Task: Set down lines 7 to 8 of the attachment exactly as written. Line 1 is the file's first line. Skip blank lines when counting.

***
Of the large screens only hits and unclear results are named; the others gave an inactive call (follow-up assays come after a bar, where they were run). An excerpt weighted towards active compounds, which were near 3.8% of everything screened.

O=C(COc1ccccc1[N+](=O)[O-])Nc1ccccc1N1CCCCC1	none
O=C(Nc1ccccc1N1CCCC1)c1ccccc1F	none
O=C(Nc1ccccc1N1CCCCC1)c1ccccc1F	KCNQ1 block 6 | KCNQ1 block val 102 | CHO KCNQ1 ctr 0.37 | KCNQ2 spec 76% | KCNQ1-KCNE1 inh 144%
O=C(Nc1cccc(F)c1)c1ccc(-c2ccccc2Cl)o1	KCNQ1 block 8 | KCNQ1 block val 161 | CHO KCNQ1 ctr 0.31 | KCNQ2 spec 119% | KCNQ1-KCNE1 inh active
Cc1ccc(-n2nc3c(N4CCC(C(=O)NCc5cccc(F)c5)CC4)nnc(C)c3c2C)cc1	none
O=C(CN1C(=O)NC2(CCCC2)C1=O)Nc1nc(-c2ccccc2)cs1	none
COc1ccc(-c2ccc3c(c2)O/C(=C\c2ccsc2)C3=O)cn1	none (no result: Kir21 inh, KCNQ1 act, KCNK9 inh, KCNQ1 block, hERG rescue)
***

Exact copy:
O=C(CN1C(=O)NC2(CCCC2)C1=O)Nc1nc(-c2ccccc2)cs1	none
COc1ccc(-c2ccc3c(c2)O/C(=C\c2ccsc2)C3=O)cn1	none (no result: Kir21 inh, KCNQ1 act, KCNK9 inh, KCNQ1 block, hERG rescue)